Dealing with death: the work involved as an Executor

Whilst dealing with a death is always difficult, there are still a lot of financial and legal duties that need to be carried out. This can be quite a bit of work, so it helps to know what you’re doing in advance. That said, the process itself can provide valuable experience.

This can be broken down into roughly three areas. First of all, the estate needs to be evaluated and inheritance tax paid. Secondly, there is the actual dividing of the estate itself, in accordance with the will. In between this, the correct Executors need to be found or, in some cases, chosen. The Executors are the ones in charge of overseeing a lot of this procedure, so they have a very important and delicate role and position to perform.

Evaluating the Estate

Before any estate or possessions can be handed out, they need to be valued. This is important for a number of reasons. First of all, it helps when dividing the estate by value. Secondly, it can catalogue every possession in question to summaries the estate.

Furthermore, it’s also an important step in calculating inheritance tax. This is a difficult process, as you need to evaluate everything fully. If the total amount is below the nil rate band (currently at £325,000) the inheritance tax does not come into effect. Anything over this and a 40% tax is applied. As such it’s important to have a fully valued estate.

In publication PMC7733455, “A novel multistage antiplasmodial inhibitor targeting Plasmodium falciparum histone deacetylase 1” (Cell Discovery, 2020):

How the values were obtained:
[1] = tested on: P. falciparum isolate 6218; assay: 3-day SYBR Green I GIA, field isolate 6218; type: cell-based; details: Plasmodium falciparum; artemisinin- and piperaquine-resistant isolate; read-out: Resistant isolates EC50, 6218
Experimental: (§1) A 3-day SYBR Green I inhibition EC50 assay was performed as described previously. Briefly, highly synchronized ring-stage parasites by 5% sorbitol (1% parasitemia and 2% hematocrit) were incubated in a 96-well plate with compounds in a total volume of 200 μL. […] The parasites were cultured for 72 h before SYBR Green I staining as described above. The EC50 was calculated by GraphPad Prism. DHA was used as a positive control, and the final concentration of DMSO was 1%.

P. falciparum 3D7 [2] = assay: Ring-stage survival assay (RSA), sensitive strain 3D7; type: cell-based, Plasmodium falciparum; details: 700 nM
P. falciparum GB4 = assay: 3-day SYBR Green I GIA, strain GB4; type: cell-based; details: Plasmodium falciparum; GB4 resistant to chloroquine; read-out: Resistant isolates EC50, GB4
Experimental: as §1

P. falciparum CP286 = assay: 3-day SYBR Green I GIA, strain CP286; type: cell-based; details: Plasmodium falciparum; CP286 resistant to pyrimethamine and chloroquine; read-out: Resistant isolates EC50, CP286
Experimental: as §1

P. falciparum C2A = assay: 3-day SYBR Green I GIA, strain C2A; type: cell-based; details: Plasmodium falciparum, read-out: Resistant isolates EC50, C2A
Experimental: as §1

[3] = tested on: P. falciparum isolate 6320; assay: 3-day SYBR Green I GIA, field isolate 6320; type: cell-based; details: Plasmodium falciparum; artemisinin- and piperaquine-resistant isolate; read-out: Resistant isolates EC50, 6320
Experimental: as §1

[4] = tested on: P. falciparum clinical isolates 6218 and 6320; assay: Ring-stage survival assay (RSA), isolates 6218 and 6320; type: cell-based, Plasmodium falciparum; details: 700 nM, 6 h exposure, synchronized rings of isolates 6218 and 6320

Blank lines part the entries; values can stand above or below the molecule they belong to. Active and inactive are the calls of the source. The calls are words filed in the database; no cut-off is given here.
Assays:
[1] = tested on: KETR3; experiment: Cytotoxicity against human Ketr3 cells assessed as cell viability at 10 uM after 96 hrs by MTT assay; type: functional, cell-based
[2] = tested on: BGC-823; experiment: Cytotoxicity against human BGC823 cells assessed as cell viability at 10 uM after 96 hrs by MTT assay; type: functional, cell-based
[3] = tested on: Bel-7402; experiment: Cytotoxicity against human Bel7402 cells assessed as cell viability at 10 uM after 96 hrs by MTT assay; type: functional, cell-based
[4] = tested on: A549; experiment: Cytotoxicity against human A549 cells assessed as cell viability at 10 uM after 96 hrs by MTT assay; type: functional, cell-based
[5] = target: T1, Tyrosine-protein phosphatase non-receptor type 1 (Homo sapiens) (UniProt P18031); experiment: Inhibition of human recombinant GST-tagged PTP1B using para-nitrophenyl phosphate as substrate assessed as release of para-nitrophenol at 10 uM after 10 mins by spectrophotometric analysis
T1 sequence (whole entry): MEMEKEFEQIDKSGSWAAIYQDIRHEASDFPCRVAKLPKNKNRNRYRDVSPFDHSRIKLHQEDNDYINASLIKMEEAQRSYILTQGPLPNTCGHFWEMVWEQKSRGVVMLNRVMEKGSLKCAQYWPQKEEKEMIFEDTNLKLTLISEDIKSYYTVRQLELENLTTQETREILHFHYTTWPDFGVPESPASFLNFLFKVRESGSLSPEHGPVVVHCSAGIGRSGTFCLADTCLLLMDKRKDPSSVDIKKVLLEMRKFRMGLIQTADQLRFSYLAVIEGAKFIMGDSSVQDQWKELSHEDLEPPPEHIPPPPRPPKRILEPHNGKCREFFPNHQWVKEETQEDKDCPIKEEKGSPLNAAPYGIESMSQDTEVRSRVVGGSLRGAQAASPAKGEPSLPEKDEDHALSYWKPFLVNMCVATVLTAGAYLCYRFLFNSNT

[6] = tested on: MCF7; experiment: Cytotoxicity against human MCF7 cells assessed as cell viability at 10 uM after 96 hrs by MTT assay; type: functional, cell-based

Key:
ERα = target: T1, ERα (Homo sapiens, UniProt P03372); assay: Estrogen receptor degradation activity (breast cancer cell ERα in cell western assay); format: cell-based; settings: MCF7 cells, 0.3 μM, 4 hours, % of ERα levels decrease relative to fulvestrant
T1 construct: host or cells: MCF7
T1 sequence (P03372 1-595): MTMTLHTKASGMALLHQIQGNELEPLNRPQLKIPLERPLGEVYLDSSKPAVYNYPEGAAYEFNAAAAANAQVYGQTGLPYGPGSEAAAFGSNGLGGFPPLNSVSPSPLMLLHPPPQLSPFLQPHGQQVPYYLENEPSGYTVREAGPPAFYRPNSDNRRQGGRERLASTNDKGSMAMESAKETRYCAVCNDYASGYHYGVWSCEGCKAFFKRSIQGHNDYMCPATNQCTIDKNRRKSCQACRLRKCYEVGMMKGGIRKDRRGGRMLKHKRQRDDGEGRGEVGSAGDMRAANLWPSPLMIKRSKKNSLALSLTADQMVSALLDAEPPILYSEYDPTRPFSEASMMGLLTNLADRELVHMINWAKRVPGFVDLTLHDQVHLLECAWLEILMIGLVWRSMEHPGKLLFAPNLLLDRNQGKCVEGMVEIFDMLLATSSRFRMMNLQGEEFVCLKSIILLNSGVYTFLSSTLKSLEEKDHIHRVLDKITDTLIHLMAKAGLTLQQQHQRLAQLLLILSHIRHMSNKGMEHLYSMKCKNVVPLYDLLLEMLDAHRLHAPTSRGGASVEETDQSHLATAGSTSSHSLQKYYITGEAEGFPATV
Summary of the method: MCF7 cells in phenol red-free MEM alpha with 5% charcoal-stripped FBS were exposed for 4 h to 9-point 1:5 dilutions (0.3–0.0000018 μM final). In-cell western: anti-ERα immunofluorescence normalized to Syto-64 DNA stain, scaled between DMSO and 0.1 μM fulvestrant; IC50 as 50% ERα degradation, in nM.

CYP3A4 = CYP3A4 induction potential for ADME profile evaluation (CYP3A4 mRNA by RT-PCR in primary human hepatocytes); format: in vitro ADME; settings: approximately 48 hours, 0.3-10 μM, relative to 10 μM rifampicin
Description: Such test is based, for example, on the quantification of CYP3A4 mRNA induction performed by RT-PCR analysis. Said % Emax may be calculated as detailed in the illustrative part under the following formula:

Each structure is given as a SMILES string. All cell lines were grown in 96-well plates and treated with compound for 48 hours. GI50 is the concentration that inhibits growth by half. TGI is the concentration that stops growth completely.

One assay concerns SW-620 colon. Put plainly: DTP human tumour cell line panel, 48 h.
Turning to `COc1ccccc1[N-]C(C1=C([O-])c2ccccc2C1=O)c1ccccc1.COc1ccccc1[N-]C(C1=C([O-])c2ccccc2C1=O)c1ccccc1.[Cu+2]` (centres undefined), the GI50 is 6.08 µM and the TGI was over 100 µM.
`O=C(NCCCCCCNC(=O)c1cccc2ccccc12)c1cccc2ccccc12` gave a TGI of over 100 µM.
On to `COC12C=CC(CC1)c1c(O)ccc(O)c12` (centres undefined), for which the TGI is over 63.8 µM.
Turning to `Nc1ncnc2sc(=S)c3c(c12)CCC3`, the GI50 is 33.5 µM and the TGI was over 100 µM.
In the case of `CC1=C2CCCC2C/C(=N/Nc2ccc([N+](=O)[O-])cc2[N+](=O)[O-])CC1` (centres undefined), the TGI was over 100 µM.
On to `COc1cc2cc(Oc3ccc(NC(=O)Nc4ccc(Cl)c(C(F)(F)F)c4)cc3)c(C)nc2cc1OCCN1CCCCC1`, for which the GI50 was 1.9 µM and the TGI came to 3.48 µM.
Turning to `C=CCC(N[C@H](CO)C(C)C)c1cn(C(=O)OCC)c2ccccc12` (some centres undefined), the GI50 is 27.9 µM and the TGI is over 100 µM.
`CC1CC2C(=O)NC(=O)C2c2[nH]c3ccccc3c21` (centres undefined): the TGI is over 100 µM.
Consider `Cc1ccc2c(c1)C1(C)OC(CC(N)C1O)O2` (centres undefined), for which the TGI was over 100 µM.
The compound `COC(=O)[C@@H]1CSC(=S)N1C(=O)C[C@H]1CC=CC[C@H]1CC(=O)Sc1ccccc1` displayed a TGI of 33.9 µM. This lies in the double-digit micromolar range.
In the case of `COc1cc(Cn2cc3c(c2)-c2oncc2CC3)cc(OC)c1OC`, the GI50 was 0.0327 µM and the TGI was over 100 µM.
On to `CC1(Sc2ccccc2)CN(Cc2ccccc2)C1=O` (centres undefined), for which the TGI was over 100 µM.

Evaluating Estate

Dividing the Estate

When dividing the estate, it is much easier if the deceased left a will. Not only does this allow for their final wishes to be met in terms of their possessions, it gives you direct instructions to follow. However, not everything is specifically detailed. Some things may be left unmentioned, or simply referred to in percentages or value (for instance: “half of my estate”). This is one of the examples where the valued estate is crucial, as this makes dividing it in accordance to those instructions easier.
Secondly, the valued estate is also used when there is no will. In this case, the Estate is divided in accordance with rules of intestacy. This determines who gets how much. Typically, the estate goes to the spouse, but estates over a certain amount, plus other certain criteria, can mean other people are entitled. In general, rules of intestacy works on next of kin, moving outwards in ‘classes’ of kin is none can be found. Step siblings, friends and non-registered partners are not counted in this process.



Also known as Personal Representatives, these are the people charged with the responsibility to carry all of this out. If you’re named in the will as such, this becomes your obligation and responsibility. However, when there is no will, or no one mentioned, you may still be given a Letter of Administration, which also appoints you to be a Personal Representative. You can also apply for this, or for a Grant of Probate.